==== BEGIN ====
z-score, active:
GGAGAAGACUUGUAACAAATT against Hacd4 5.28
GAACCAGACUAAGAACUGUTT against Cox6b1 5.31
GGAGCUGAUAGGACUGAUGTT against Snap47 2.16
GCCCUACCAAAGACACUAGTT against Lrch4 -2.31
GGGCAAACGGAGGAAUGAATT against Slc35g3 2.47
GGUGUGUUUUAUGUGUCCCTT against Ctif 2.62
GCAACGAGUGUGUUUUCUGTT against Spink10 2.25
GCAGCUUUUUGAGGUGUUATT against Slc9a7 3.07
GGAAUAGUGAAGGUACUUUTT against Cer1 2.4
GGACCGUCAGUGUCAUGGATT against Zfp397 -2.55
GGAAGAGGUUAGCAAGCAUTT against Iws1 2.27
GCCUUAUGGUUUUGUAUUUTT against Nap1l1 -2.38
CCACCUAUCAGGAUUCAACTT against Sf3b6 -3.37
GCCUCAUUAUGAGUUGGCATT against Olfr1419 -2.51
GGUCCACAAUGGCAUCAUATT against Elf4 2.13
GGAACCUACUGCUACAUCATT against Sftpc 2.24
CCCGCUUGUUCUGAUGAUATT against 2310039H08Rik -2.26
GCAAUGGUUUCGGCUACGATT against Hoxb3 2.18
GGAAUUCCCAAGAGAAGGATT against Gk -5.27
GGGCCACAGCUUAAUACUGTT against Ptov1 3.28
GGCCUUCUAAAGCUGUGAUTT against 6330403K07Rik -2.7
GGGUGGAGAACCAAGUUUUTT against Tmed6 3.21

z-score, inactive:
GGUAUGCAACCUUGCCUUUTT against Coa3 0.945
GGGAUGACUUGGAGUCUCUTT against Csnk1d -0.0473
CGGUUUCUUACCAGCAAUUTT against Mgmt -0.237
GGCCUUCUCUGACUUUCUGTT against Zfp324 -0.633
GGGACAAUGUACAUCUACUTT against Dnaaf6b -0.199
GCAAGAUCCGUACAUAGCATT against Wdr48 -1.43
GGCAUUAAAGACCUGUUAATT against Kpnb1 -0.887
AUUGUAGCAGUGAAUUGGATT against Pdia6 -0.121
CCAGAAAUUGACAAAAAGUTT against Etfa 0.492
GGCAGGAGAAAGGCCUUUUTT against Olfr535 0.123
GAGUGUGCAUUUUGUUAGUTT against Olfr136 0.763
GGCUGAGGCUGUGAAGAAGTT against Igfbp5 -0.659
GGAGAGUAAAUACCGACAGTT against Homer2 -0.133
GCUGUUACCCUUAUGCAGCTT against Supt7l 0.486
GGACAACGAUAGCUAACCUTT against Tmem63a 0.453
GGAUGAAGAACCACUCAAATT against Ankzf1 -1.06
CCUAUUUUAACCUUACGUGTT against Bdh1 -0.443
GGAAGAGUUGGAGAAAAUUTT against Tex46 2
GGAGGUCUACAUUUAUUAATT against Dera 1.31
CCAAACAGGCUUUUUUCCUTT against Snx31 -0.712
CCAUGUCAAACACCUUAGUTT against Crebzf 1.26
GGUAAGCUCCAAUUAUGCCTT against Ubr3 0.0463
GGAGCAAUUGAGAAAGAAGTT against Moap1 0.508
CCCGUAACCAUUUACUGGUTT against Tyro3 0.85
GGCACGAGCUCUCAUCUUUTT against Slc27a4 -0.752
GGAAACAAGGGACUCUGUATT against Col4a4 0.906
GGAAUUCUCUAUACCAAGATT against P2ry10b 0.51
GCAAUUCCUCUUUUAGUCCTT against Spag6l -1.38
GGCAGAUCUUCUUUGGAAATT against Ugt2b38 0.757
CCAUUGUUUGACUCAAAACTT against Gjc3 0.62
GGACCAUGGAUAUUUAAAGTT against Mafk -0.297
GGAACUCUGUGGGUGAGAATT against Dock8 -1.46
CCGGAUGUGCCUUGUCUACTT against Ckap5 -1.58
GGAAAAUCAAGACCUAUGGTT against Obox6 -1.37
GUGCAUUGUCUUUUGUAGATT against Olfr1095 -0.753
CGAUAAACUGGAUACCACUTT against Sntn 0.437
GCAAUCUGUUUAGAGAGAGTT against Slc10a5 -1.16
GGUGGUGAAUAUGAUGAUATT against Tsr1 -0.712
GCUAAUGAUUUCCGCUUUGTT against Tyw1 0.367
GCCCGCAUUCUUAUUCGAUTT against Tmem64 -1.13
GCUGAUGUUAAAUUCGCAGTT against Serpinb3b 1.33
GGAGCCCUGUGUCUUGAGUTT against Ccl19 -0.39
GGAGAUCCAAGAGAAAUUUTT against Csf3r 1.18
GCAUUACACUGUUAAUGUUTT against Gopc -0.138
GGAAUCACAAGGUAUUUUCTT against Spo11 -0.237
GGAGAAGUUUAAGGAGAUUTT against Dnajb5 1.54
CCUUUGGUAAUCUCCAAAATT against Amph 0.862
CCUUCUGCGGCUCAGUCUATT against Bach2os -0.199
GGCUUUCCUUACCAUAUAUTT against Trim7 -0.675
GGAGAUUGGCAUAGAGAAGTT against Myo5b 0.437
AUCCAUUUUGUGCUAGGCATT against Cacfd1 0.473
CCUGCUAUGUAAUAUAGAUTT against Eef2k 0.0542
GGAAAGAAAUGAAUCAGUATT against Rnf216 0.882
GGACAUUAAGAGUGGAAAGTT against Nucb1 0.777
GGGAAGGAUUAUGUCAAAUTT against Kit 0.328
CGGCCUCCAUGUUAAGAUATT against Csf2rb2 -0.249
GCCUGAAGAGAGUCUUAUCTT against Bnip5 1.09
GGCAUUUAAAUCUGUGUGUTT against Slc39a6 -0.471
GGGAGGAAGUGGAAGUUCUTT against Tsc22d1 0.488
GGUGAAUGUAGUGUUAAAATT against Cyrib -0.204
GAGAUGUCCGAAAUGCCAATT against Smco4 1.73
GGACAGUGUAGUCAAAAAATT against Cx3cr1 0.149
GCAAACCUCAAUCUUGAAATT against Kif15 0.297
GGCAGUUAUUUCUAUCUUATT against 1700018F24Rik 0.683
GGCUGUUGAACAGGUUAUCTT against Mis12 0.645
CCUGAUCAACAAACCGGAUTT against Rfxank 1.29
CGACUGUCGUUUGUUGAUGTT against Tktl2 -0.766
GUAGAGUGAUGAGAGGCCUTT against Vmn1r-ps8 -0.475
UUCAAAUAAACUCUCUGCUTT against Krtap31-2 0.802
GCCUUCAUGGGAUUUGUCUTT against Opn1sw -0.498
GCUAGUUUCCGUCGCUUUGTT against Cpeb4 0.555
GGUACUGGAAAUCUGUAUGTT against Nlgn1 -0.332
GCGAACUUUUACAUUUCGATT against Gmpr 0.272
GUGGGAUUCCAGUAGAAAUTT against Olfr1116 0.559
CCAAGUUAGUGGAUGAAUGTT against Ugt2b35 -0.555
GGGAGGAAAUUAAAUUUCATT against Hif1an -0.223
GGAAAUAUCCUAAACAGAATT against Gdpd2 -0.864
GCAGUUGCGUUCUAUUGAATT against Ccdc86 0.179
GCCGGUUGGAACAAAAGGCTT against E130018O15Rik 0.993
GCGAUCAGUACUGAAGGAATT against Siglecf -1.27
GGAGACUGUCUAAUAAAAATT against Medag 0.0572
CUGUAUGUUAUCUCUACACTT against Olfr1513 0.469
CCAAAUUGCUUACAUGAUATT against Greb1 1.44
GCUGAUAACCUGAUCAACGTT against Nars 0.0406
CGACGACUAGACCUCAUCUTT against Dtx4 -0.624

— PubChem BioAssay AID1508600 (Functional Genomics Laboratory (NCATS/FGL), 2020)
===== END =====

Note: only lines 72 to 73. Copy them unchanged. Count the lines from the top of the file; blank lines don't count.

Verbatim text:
CCUUCUGCGGCUCAGUCUATT against Bach2os -0.199
GGCUUUCCUUACCAUAUAUTT against Trim7 -0.675